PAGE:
For those who live in the Southwest, one of the most fascinating animals that we encounter is the homely javelina. They move quietly around our neighborhoods, foraging for any food that we’ve carelessly left behind or put out for other animals, leaving only scat and whiffs of musky aroma as reminders of their passage. (You could never sell an air freshener in the shape of a javelina.) Whether we think they’re cute or the ugliest animals on the planet, they are unique.
The javelina, officially the collared peccary (pecaritajacu),is a synanthrope, an undomesticated animal that happily lives among humans, like mice, rats, coyotes, cockroaches, pigeons, raccoons and many more. The easy availability of food, plus shelter from weather and natural predators, are the two main reasons they prefer us over wild habitat. They’ve learned the ropes; I’ve seen javelinas purposely bump the pole on a bird feeder just to rain its seeds on the ground. Baby javelinas know to slip through the narrow gap between a fence and gatepost to score a meal that the adults can’t reach.
What sets synanthropic animals apart from domesticated ones like dogs and cattle is that humans haven’t intentionally bred them for some specific purpose. Normal evolution is still in effect with them, and it works very well without human intervention.
Javelinas are primarily a South and Central American animal, unrelated to feral pigs or wild boars, species with which they’re often confused, but they are similar, all being stout, omnivorous beasts with hooves. As such they’re great examples of “convergent evolution,” the process by which genetically unrelated species change over time to fit into similar environmental niches. Surprisingly, the javelina is more closely related to the hippopotamus than the pig, yet the two species have developed very similar features — large head, short legs, tough snout and hooves — to take advantage of their scavenging, omnivorous lifestyles.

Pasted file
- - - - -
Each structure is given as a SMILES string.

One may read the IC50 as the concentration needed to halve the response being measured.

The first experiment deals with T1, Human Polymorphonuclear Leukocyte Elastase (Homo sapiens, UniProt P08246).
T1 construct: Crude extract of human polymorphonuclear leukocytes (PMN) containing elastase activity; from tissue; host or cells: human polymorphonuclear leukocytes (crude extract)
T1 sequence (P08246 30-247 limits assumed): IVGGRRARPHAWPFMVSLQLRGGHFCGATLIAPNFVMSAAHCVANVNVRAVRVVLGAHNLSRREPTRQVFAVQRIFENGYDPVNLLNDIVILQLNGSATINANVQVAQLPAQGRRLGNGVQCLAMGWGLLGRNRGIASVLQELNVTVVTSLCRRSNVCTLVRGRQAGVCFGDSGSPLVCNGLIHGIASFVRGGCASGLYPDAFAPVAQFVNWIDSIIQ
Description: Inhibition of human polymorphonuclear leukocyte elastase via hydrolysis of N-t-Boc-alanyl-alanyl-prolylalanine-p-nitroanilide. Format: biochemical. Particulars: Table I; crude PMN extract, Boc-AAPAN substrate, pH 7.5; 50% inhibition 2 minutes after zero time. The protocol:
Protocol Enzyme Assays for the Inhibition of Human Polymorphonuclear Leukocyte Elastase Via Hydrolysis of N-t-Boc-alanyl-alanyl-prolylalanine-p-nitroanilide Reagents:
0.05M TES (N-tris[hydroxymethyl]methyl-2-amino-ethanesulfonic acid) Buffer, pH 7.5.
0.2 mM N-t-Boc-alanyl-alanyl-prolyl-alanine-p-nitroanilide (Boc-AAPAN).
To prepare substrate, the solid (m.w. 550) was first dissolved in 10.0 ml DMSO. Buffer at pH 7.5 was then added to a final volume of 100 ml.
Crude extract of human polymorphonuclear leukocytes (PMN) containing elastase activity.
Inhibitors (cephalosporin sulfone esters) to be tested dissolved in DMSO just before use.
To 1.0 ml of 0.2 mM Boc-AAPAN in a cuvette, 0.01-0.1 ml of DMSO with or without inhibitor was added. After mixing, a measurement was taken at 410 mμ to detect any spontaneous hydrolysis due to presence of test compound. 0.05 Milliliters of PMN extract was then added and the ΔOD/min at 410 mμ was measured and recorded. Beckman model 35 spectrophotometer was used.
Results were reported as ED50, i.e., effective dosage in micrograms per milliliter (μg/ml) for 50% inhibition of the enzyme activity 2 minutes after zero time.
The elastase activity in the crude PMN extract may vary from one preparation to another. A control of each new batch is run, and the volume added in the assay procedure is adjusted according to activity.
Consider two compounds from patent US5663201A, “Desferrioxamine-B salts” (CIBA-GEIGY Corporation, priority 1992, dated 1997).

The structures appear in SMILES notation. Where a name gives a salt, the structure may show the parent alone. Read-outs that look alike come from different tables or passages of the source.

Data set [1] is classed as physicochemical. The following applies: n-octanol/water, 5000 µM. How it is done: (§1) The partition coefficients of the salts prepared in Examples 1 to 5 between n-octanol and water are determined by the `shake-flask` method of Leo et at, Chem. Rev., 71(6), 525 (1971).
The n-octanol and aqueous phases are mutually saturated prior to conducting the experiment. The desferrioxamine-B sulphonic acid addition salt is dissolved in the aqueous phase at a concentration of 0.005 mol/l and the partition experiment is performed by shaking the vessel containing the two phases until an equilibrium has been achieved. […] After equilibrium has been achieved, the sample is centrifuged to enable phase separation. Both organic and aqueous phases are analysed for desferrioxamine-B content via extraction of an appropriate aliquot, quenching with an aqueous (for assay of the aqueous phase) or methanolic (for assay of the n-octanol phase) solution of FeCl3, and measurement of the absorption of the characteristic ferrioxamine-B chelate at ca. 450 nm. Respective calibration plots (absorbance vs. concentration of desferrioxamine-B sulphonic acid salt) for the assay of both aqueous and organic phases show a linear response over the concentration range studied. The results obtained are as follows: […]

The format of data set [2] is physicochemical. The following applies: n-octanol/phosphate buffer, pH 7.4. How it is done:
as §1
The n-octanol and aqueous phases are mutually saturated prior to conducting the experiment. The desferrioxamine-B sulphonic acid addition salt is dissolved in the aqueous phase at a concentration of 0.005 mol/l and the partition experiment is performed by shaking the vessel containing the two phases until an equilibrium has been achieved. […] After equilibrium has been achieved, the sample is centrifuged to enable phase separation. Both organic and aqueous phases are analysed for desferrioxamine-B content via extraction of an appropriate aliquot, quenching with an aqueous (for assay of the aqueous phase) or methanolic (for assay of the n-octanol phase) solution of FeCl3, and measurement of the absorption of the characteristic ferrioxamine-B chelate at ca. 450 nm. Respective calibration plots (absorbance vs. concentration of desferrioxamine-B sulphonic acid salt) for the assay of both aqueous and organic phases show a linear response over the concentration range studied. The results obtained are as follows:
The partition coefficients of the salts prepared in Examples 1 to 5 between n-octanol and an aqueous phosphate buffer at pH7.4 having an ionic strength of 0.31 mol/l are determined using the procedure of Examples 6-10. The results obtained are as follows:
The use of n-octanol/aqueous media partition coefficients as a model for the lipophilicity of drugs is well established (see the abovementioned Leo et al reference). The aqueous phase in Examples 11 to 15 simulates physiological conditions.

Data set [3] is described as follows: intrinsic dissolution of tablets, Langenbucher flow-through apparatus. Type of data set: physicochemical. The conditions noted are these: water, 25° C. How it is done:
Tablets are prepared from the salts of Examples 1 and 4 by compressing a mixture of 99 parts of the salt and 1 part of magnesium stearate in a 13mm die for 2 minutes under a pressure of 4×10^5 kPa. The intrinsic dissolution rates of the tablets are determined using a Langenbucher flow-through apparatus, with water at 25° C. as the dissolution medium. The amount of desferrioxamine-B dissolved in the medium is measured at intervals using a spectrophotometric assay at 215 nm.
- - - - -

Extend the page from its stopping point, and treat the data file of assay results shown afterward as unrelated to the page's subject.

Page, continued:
Socially, javelinas are noteworthy. The alpha male in a squadron — the scientists’ word for what the rest of us call a herd — of five to fifteen performs virtually all the mating, and though lesser males can run with the group, they’re not allowed near females in estrus. Once born, the one to three young (“reds”) in a litter nurse fortwo or three months, often on older sisters as surrogate nursemaids.
Javelinas are close-knit, almost always eating and sleeping together, although larger groups may separate to forage and feed and occasionally some will break off to form a new herd. Unlike humans, javelinas aren’t angrily tribal, and different herds get along well with one another.
Although their eyesight is terrible, javelinas have great senses of hearing and smell. They communicate frequently with grunts and body movements, as well as with strong glandular secretions. I once found myself, at night and barely clothed, in a garage full of javelinas that were raiding our rice and pasta stores, which they were able to smell from some distance. Fortunately they panicked and ran out the door, but the stench from their brief incursion remained for days.
The most debated javelina feature, though, isn’t their smell or appearance, but how dangerous they are to us and our pets. My many personal contacts with them have been fairly benign. I’ve never felt threatened by them, and in most circumstances, as when they’ve invaded a yard, they herd easily. I do avoid getting too close to mothers with reds, knowing they’ll defend them readily. On the other hand, I’ve read accounts of javelinas attacking dogs, especially ones alone on a lead, so it’s best to avoid that situation.
The question remains, are javelinas cute? Like humans, old gnarly ones may not be that attractive, but the kids, mincing along on tiny legs behind their mommies, qualify as totally cute.